The Journey

Filed in Film by on July 3, 2017 0 Comments

The “troubles” in Northern Ireland, which for decades violently pitted Protestants against Catholics, were finally resolved when their respective leaders, Ian Paisley and Martin McGuinness, agreed to form a national coalition government. The manner in which these hardened politicians created the conditions for this historic rapprochement unfolds in Nick Hamm’s absorbing film, The Journey, which opens in Canada on July 7.

Paisley, the leader of the Democratic Unionist Party, and McGuinness, the head of the Irish Republican Army, were bitter enemies when British Prime Minister Tony Blair invited them to Scotland in 2006 for peace talks. Previous attempts at reconciliation had failed, but Blair’s advisor thought this initiative had a chance of succeeding, calculating that their common interests would override their well-known differences.

Thanks to clever maneuvering by the British, the feuding pair were seated next to each other in a van heading to Glasgow airport, where a private plane would fly them back to Belfast. Paisley (Timothy Spall) was going home to celebrate his 50th wedding anniversary, while McGuinness (Colm Meaney) was returning to confer with colleagues. It was Blair’s hope that their close proximity to each other would melt barriers and lead to successful peace negotiations in Scotland.

Hamm uses these actual events to concoct an imagined version of their conversations en route to the airport.

Colm Meaney, left, and Timothy Spall portray Irish politicians groping for peace

At first, Paisley and McGuinness do not exchange a word and barely glance at each other. McGuinness breaks the ice by engaging in small talk. Paisley, a scowl on his face, remains in a combative frame of mind and resolutely refuses to lend McGuinness his cell phone.

As the mood slowly improves, Paisley makes a reference to his beloved wife. But in a sharp critique of his methods, McGuinness claims that Paisley has damaged his cause.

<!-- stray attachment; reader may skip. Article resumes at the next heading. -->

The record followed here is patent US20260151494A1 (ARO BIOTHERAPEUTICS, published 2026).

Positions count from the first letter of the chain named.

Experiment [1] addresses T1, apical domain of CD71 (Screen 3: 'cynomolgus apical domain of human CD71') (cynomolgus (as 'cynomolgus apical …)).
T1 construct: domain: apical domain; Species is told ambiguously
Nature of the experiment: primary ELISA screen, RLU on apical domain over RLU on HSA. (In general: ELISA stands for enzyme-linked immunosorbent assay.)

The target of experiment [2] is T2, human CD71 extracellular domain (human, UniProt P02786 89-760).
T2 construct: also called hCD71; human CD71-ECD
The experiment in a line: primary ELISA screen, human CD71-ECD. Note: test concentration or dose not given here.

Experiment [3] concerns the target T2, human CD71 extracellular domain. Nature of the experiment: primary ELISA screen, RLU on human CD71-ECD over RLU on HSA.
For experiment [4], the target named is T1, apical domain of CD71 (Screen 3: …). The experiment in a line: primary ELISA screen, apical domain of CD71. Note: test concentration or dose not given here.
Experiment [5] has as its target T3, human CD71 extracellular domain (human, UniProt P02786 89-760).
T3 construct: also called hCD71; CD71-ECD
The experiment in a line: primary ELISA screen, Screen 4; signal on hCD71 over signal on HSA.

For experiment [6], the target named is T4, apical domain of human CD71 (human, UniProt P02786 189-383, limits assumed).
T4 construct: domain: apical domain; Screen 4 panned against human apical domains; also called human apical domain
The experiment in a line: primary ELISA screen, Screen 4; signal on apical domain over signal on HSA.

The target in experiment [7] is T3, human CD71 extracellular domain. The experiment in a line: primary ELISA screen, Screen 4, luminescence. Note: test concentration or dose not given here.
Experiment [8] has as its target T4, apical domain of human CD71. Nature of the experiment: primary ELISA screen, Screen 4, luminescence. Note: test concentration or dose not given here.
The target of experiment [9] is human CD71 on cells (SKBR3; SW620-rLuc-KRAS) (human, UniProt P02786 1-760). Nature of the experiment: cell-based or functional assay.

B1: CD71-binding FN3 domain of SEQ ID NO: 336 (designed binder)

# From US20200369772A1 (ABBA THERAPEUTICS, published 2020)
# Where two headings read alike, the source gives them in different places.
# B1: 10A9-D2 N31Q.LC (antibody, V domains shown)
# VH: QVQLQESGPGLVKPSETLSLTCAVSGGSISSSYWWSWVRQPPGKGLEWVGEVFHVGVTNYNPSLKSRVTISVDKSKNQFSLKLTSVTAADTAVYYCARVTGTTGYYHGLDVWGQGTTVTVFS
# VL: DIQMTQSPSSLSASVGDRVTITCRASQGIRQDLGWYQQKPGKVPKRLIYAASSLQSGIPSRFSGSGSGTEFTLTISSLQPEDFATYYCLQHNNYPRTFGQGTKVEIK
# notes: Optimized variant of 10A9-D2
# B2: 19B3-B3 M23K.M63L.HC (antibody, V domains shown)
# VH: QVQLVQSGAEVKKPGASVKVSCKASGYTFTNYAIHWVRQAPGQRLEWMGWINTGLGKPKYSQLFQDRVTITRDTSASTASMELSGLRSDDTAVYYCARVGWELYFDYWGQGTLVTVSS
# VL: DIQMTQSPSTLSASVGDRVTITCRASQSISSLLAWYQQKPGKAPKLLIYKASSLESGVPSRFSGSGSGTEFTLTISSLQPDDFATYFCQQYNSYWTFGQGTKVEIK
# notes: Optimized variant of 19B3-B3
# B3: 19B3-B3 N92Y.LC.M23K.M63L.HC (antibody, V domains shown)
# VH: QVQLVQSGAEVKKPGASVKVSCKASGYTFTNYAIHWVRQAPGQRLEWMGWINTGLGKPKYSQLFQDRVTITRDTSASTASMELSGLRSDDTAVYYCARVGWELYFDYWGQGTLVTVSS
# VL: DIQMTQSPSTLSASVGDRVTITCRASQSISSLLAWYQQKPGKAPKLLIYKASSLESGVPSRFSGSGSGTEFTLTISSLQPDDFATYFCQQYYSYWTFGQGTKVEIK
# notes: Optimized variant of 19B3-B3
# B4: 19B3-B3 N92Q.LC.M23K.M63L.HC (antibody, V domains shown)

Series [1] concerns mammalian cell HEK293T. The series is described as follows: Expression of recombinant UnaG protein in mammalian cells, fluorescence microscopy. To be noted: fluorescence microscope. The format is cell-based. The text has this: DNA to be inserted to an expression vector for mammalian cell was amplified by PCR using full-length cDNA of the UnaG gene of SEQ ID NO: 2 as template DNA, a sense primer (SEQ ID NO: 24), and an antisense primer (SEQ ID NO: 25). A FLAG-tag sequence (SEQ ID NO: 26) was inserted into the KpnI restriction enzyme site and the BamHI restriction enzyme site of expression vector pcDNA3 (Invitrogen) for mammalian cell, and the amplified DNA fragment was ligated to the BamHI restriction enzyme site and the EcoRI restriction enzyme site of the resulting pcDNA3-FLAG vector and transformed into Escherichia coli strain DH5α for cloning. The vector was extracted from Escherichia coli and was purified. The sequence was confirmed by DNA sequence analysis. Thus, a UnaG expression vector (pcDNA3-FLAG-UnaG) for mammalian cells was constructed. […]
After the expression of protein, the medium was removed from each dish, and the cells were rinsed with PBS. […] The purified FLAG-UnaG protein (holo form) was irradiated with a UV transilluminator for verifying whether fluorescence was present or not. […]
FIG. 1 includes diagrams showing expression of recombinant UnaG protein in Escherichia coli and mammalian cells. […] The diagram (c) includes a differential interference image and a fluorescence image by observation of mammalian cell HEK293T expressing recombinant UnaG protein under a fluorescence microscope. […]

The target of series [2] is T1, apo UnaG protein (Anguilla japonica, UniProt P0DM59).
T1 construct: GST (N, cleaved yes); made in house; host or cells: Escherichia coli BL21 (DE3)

Unbeknownst to them, their exchanges are being taped and streamed back live to Scotland. The driver of the van, an amiable young man working for the British intelligence service, deliberately crashes the vehicle. The “accident” enables Paisley and McGuinness to continue talking.

With their mutual hostility diminishing, McGuinness acknowledges that the bloodshed has to stop. Paisley admits that his bark is worse than his bite. “Maybe we have to learn to build things differently,” Paisley says. “What are you saying?” McGuinness asks.

By now, it seems clear that both men are looking for a way out of the violence that has convulsed Northern Ireland for so long.

An act of kindness by McGuinness convinces Paisley that peace may be possible. They clash again before realizing that the status quo is unsustainable.

Although the dialogue is a figment of Hamm’s fertile imagination, it’s plausible. Top-notch performances by Spall and Meaney add to the movie’s credibility.

The Journey, brimming with cautious optimism about the ability of enemies to set aside their hostility for the sake of coexistence, tempts a viewer to think that bitter conflicts can be resolved if both sides act in the interests of their respective constituencies.




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